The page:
[Column] Will Catalonia become independent?
The Catalonia independence crisis sunk Spain, according to Spanish media, into the worst crisis in 40 years. I asked the people of Vega de Tirados, the small village off the road from Salamanca to Vitigudino and to Portugal, what they think, and after a long pause, they asked: Why? Why are they doing this?
And a Puerto Rican in Spain, steeped in the island’s status politics and conflict, will ask: How will all this play out? Will Catalonia become independent?
On Oct. 27, 2017, the Catalan government declared the independence of Catalonia. Hundreds of thousands of Catalonians took to the streets to celebrate.
For the Catalonian separatists the reaction was: At last! It’s been a long, long struggle. Some argue, since 1150 when Petronilia, the Queen of Aragon, married Berenguer IV, Count of Barcelona, beginning the historical process that through the centuries forged a distinct Catalonian culture and language.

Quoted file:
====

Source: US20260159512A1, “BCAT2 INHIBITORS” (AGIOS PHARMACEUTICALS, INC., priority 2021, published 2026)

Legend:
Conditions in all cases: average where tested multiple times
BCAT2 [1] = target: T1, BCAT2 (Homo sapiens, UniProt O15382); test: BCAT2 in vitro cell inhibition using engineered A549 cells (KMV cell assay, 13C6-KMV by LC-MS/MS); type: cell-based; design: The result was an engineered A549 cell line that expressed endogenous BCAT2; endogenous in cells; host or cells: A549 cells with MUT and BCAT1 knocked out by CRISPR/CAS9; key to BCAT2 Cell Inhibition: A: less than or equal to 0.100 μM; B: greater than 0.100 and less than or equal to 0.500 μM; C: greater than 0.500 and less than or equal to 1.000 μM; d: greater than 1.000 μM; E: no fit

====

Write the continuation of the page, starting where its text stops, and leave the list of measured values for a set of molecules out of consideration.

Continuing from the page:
More recently the process that began with the Oct. 22, 2014, referendum, 80.8 percent voting for independence, to the Oct. 1, 2017, referendum, 90 percent in favor, finally to the independence vote in the Catalonian Parliament with 70 voting in favor, 10 against.
The crisis has shaken Spain. Not only because of Catalonia’s huge importance to the Spanish economy, but because it fears that other autonomous regions will want to break away. The very existence of Spain as a nation is at stake. And for the economic impact in Europe, with several countries, like the United Kingdom, concerned about their own internal separatist movements.
So why did Catalonians declare independence?